RFF Press, Washington D. C. ISBN 1-891853-12-0
As research in environmental policy has accumulated, and the number of applications of policy instruments for environmental and natural resource management has grown, so has the arsenal of different instruments available for the policy maker. This development has continued up to a point where it now becomes difficult for the individual researcher or policy maker to survey this vast field. With this in mind, there are many that have reason to be grateful for Thomas Sterner's effort in his new book, Policy Instruments for Environmental and Natural Resource Management. This book not only details the economic principles behind environmental policy, but also presents a wide range of examples of practical policy design in areas such as road transportation, industrial pollution and the management of natural resources and ecosystems.
In the preface Thomas Sterner states that the book is intended for academicians, like university professors, graduate and undergraduate students, as well as analysts who advice policy makers. In particular, the book turns towards people of these categories in countries who have not to date made extensive use of market-based policy instruments. Presumably, this includes countries in the developing world and former planned economies. The book is non-technical in the sense that only a small amount of mathematical formulas are presented to not deter reader with a less solid background in maths.
The book is divided into seven sections. The first part (entitled: The Need for Environmental and Natural Resource Policy) details the causes behind environmental degradation and introduces important concepts in environmental economics, such as externalities and public goods. The section also gives an outline of bioeconomics and the evolution of rights. The material is similar to other textbooks, and should be well known to the environmental economist. Part 2 (Review of Policy Instruments) presents the most important policy tools in the economists tool box, including direct regulation, taxes, tradeable permits, subsidies and property rights related instruments. This material is presented in an accessible, non-technical manner. Part 3 (Selection of Policy Instruments) concentrates on how to choose between different policy instruments, taking into account aspects such as efficiency, uncertainty, equilibrium effects, cost distribution, etc. This section should be particularly useful for analysts who advice policy makers. The information in this section is also neatly summarized in a “Policy Selection Matrix” in Chapter 18.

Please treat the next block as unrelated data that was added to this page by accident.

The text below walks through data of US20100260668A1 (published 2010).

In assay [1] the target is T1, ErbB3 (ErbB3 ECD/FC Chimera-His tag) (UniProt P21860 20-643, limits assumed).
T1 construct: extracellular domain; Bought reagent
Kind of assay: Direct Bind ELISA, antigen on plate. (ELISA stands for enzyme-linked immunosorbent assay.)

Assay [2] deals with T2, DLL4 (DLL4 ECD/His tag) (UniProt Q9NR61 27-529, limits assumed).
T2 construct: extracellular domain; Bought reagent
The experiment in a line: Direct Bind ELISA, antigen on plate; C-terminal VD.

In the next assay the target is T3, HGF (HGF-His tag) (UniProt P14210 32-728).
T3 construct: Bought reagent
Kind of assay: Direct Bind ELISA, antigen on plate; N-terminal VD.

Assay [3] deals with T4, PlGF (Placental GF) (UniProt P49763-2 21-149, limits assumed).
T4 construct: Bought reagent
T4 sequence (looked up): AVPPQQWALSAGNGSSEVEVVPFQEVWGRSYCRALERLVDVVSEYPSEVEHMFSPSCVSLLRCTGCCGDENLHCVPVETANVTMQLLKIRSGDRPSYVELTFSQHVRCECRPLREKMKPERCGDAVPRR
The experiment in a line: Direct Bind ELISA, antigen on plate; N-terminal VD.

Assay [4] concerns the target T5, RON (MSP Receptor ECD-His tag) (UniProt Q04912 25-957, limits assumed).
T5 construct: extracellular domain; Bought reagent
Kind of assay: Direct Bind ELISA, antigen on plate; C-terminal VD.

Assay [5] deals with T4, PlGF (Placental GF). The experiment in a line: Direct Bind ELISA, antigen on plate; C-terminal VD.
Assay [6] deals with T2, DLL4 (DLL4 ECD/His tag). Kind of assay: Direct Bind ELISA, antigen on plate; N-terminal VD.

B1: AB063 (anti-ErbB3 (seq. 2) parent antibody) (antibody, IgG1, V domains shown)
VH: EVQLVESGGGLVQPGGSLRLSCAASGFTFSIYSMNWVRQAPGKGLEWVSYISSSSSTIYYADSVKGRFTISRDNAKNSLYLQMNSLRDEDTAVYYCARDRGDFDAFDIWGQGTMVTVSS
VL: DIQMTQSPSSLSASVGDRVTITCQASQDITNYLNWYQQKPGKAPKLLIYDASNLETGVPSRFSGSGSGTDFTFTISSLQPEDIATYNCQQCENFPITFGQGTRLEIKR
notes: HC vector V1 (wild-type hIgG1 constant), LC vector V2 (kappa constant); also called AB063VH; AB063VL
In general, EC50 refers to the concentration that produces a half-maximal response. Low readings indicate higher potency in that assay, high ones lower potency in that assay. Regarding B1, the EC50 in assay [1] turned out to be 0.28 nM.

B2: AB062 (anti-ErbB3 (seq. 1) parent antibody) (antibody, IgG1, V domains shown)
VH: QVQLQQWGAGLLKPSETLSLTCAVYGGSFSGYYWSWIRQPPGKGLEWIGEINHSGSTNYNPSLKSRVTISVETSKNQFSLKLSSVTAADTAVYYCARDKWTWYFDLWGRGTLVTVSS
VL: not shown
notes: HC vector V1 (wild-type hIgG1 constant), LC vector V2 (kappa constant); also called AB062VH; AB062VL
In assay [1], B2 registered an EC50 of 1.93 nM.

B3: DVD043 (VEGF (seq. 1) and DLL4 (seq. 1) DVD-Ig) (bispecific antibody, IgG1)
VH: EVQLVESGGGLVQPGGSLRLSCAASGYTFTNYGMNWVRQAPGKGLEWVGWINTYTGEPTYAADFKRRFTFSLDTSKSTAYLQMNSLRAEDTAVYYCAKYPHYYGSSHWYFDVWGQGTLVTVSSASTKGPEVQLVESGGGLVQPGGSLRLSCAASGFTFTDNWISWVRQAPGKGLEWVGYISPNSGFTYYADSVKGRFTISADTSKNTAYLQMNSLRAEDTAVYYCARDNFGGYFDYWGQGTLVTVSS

In Parts 4, 5 and 6 the book becomes really unique and interesting for an academic audience. In these sections the author analyses a wealth of examples of policy design in areas such as road transportation, industrial pollution and the management of natural resources and ecosystems. Part 4 (Policy Instruments for Road Transportation) describes the policy experience in areas such as road pricing, fuel taxation and vehicle standards. In Part 5 (Policy Instruments for Industrial Pollution) the attention is turned to a “classic” area for environmental policy. The examples from both developed and developing countries are numerous. Policies for natural resource management is the focus of Part 6 (Policy Instruments for the Management of Natural Resources and Ecosystems), which deals with water, waste, fisheries, agriculture, forestry and ecosystems. Readers of JFE are perhaps most interested in the chapter on forestry (Chapter 30), and I would have to argue that this chapter is rather short, although that cannot be regarded as a major shortcoming of the book as a whole. However, a reader with a deeper interest in forest policy might want to complement with the book by Boyd & Hyde (1989).
What then can be said about the usefulness of the book for its intended audiences? Well, for at least one of the intended audiences, analysts who advice policy makers, this book is simply indispensable. It is also very useful as a reference text for researchers who specialize in environmental policy. I would perhaps not suggest this book as a textbook for undergraduate students, partly because of its sheer size and partly because the wealth of examples diverts attention from the need for undergraduates to focus on basic economic principles. It's better suited for graduate students, but then I would supplement it with a more technical volume, such as the book by Baumol & Oates. Overall, my impression is that the main field of application of the book is as a reference text on environmental policy instruments, and it should be of particular interest for people in developing countries and former planned economies. For the forest economist interested in forest policy the forest chapter feels somewhat like an appetizer, but the book gives a good opportunity to learn about policy instruments applied to other areas that could be applicable to forest related problems. Put simply, a good source of inspiration.
Deptartment of Forest Economics
Swedish University of Agricultural Sciences